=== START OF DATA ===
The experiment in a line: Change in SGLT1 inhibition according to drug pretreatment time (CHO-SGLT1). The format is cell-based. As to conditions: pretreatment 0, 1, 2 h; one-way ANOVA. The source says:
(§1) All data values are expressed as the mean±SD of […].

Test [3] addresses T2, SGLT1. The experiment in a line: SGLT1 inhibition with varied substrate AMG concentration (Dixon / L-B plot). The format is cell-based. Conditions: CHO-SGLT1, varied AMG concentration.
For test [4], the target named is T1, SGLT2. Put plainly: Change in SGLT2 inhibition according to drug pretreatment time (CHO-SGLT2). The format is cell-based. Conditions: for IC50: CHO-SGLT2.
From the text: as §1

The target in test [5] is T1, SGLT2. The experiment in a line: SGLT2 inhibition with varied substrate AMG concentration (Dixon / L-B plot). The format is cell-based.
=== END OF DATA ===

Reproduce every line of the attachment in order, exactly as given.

The experiment in a line: Change in SGLT1 inhibition according to drug pretreatment time (CHO-SGLT1). The format is cell-based. As to conditions: pretreatment 0, 1, 2 h; one-way ANOVA. The source says:
(§1) All data values are expressed as the mean±SD of […].

Test [3] addresses T2, SGLT1. The experiment in a line: SGLT1 inhibition with varied substrate AMG concentration (Dixon / L-B plot). The format is cell-based. Conditions: CHO-SGLT1, varied AMG concentration.
For test [4], the target named is T1, SGLT2. Put plainly: Change in SGLT2 inhibition according to drug pretreatment time (CHO-SGLT2). The format is cell-based. Conditions: for IC50: CHO-SGLT2.
From the text: as §1

The target in test [5] is T1, SGLT2. The experiment in a line: SGLT2 inhibition with varied substrate AMG concentration (Dixon / L-B plot). The format is cell-based.